Part 6 of Response to The Gospel as Center: Chapter 6, “The Plan” by Colin S. Smith
So, I continue my response to chapters in the book The Gospel as Center by members of The Gospel Coalition. Chapter 6 is by Colin S. Smith, pastor of Orchard Evangelical Free Church in Illinois. I perused the church’s web site and was unable to find anything there that clearly identified Smith or the Church as Calvinist.
For those of you who do not know, the Evangelical Free Church of America (my maternal grandparents’ denomination and my brothers’ denomination) is rooted in Scandinavian Pietism. Over the years it has evolved, but it is generally considered a model of mainstream evangelical Christianity. It is certainly not Calvinist. I remember when I was growing up I asked my grandparents and uncles and aunts (some of who also belonged to the EFCA) what the “Free” in the denomination’s name meant. (Many members simply called it the “Free Church” for short.) They told me it meant members were “free” to believe different things about secondary doctrinal matters such as predestination and free will. Of course, since then, I’ve come to realize that “free” in the denomination’s name originally meant “free from the state”—as in “not state church.” However, many members have traditionally touted the EFCA as an evangelical denomination where one could be “free” of dogmatism about secondary matters of doctrine. The EFCA probably had few Calvinists in the beginning as its founders were from the Lutheran tradition. However, over the years, Calvinism has been embraced by many EFCA pastors and lay people. The denomination’s seminary, Trinity Evangelical Divinity School has been dominated by Calvinists (at least in the theology area) for at least a couple decades. HOWEVER, nothing about the denomination requires one to believe in monergism to be fully accepted and even be a leader in the denomination.
Colin Smith’s chapter is entitled “The Plan” and is, for the most part, simply a narrative summary of the Bible’s story of creation and redemption. There are strong hints of Calvinism in the chapter. For example: “But God is sovereign. He fulfills his own plan in his own time by his own power, and no one can stop him. God knows exactly what he is doing at every point in history in every nation of the world and through every event in your life.” (p. 90) This sounds like an expression of meticulous providence, although I think a Christian who does not believe in divine determinism could probably affirm it with certain qualification.
Smith is careful to talk about God’s promise to bless through Abraham “people from all nations,” not all nations. (p. 95) In his section on “Regeneration: You Have New Life,” Smith talks about regeneration as an act of the Holy Spirit that precedes faith and repentance. That is, of course, distinctive to Calvinism. There is a strong clue that Smith is a monergist. Then he asks “But why have you believed when others have not? Why did you come to faith when you did and not before or after? God took the initiative in regenerating you. God opened your eyes to see the glory of Christ. The Holy Spirit hovered over the dark chaos of your life and made you a new creation in Christ.” (p. 107) He never answers the “Why you?” question.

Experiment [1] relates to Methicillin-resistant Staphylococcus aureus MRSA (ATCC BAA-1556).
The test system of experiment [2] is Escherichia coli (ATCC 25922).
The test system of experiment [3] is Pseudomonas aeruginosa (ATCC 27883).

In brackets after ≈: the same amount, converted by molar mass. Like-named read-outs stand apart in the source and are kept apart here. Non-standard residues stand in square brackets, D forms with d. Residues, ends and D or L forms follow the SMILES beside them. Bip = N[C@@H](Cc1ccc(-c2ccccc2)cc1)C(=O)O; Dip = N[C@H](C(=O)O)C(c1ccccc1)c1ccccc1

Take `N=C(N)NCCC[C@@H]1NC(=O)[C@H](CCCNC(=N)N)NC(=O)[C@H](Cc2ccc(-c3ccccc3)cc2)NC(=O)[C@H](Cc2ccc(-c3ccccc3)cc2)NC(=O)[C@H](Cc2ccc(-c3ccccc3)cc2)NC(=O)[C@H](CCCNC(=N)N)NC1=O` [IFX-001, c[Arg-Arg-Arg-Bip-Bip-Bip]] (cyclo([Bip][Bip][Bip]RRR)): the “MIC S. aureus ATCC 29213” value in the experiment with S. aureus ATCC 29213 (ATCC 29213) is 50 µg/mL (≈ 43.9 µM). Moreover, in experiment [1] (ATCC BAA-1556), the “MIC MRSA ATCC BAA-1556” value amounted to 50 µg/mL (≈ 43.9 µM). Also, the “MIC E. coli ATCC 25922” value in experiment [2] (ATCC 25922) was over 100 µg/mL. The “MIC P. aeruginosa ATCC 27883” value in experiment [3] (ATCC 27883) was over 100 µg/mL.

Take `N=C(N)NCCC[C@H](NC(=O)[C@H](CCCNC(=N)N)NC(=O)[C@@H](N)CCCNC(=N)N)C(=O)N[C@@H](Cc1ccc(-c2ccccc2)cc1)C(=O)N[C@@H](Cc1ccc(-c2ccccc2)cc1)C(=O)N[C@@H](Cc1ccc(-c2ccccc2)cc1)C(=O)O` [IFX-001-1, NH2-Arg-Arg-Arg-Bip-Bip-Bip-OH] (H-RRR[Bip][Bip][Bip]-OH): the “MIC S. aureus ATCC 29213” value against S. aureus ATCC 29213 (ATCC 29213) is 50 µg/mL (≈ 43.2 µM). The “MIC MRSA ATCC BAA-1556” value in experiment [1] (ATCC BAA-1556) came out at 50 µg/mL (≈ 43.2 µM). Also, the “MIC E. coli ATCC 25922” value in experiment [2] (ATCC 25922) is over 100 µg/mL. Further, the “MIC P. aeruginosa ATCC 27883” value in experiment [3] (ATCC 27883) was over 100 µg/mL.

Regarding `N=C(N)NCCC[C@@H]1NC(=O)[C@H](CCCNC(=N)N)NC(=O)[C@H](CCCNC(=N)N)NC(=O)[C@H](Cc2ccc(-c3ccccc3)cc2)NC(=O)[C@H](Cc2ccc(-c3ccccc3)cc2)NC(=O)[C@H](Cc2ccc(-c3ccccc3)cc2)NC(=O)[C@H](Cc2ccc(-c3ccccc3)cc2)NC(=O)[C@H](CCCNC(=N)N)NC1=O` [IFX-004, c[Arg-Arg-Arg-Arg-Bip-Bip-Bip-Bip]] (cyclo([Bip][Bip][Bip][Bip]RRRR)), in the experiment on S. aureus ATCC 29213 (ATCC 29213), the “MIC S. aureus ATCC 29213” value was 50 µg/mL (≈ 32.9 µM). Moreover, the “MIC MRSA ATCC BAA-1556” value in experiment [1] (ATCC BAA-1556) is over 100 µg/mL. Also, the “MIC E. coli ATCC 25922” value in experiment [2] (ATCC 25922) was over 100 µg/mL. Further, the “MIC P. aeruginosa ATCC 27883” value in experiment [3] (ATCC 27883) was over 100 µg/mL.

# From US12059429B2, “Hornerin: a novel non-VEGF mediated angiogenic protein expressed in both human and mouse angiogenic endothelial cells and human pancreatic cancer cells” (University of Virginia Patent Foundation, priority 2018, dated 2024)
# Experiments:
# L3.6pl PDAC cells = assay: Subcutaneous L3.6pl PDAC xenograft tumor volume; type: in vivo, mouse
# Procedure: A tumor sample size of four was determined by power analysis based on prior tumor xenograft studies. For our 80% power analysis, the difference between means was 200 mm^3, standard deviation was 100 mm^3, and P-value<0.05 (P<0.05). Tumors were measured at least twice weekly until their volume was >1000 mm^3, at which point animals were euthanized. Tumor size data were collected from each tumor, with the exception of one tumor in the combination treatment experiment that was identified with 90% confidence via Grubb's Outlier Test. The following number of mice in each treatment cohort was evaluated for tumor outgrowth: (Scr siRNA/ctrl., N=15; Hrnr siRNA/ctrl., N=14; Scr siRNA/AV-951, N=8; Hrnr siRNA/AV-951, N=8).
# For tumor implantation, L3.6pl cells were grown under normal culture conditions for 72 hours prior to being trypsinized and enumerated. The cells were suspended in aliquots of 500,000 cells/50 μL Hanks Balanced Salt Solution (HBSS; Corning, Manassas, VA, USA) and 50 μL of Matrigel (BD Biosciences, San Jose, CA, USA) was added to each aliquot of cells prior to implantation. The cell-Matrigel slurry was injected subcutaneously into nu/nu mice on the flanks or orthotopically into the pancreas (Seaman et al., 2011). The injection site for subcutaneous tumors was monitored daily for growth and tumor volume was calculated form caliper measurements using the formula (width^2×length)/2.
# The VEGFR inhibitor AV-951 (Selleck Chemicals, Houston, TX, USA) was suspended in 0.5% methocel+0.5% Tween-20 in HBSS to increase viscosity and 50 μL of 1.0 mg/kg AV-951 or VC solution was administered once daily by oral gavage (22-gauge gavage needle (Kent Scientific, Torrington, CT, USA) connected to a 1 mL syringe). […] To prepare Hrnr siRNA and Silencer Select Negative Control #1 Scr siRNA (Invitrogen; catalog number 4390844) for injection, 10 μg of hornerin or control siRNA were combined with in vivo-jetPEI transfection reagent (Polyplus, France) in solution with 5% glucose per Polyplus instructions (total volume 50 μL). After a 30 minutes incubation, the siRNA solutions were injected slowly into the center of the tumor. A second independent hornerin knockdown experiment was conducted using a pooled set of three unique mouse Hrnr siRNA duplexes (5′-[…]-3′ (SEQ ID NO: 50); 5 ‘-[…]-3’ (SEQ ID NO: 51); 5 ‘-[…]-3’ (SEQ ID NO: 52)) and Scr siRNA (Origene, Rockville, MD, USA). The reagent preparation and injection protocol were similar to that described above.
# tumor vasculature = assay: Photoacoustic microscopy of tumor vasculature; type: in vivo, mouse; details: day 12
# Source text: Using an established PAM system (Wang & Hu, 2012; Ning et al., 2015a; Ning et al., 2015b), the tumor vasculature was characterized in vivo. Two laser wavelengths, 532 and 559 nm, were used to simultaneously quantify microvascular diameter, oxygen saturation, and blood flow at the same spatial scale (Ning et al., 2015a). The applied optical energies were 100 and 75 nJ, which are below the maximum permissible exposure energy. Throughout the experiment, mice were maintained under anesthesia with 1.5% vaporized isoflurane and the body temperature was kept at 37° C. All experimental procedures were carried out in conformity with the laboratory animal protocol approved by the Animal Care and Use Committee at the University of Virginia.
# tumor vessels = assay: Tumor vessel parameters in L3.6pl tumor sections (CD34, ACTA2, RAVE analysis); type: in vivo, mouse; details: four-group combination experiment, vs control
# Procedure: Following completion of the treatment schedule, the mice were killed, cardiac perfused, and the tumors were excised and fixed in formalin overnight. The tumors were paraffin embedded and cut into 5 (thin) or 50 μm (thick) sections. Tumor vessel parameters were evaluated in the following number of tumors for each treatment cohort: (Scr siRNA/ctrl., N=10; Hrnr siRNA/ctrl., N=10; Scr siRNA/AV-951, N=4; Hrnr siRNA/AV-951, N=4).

If the strong hints of divine determinism and monergism were removed from this chapter it would constitute a very fine summary of the theodrama of God revealed in Scripture. I ask again, as with other chapters, does Smith think one must accept monergism to believe in the gospel?
At the end of the chapter Smith says of God’s promises of blessing “All this belongs to those who are in Jesus Christ. It can be yours.” (p. 113) Wait. How can he say that? How can a Calvinist or any monergist who is not a universalist say “It [salvation] can be yours” without qualification? IF Smith were writing only to believers he would says “It is yours.” Clearly by saying “It can be yours” (italics added) he is not just talking (in this instance) to believers. However, how can a non-universalist monergist say to an unknown audience that salvation can be theirs without qualification?
Therein lies a deep inconsistency and a conundrum in Calvinism (except hyper-Calvinism). It is simply dishonest to say indiscriminately to a group of people that salvation can be theirs. There is no way to know that. If Christ died only for some, then there is no way to know that salvation can be theirs—when “theirs” refers to a mixed group such as readers of this book. (Again, in this particular instance, anyway, Smith cannot be thinking only of believing readers or else he would say salvation is theirs, not can be theirs. So at least in this sentence he is talking to a wider audience including people he does not think are all saved already.)
Many evangelical Calvinists do evangelize indiscriminately. I agree with the hyper-Calvinists who reject that. The gospel cannot be a “well-meant offer” to an unknown group of people, an audience that may include the non-elect. To say to such a group “Salvation can be yours” is misleading. It wouldn’t be wrong to say “Salvation may be yours.” But this is a case where “can” and “may” do not mean the same thing. (In proper English, of course, they usually aren’t the same thing.)
I would challenge members of The Gospel Coalition and all monergists to be honest and refrain from indiscriminate evangelism which is logically inconsistent with non-universalist monergism and even dishonest.